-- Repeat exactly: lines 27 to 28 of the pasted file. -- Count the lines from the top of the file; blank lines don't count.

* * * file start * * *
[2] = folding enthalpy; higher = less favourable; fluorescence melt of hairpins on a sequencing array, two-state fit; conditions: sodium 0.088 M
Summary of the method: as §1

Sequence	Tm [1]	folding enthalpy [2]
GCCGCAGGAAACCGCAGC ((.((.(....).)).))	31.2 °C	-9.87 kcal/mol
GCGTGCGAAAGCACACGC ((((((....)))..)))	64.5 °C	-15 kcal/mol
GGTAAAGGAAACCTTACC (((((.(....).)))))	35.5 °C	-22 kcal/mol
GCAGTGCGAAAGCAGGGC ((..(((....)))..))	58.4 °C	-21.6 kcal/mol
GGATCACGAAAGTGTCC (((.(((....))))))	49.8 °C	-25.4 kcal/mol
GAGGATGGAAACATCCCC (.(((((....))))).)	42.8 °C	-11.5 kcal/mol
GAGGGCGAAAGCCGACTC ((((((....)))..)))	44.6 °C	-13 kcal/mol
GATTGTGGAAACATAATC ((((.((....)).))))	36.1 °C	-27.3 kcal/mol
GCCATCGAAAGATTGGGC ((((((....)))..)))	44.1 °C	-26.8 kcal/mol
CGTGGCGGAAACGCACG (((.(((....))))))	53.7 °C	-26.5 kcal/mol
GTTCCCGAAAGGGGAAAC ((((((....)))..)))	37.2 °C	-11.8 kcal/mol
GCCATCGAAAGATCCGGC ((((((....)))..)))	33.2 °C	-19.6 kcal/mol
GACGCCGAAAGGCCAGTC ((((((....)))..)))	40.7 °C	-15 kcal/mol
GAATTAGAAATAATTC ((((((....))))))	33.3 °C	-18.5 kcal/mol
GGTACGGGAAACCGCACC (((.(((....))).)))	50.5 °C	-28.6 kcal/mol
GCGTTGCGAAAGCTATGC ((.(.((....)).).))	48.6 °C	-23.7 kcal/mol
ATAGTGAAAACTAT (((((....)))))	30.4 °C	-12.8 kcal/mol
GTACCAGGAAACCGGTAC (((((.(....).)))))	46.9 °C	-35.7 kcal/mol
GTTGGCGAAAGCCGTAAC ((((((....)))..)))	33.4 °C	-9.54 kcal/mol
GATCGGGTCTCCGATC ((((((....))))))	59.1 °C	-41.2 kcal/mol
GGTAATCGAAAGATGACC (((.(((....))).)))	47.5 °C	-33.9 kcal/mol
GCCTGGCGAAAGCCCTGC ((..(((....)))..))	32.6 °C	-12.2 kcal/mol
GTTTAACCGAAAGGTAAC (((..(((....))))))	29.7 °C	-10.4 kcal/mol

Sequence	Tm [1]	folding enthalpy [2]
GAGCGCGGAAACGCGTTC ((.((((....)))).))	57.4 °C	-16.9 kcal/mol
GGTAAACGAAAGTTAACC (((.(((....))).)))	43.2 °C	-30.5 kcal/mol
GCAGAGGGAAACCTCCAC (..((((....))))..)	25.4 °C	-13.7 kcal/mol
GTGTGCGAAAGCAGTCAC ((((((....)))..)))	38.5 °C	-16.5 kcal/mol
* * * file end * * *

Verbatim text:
Sequence	Tm [1]	folding enthalpy [2]
GAGCGCGGAAACGCGTTC ((.((((....)))).))	57.4 °C	-16.9 kcal/mol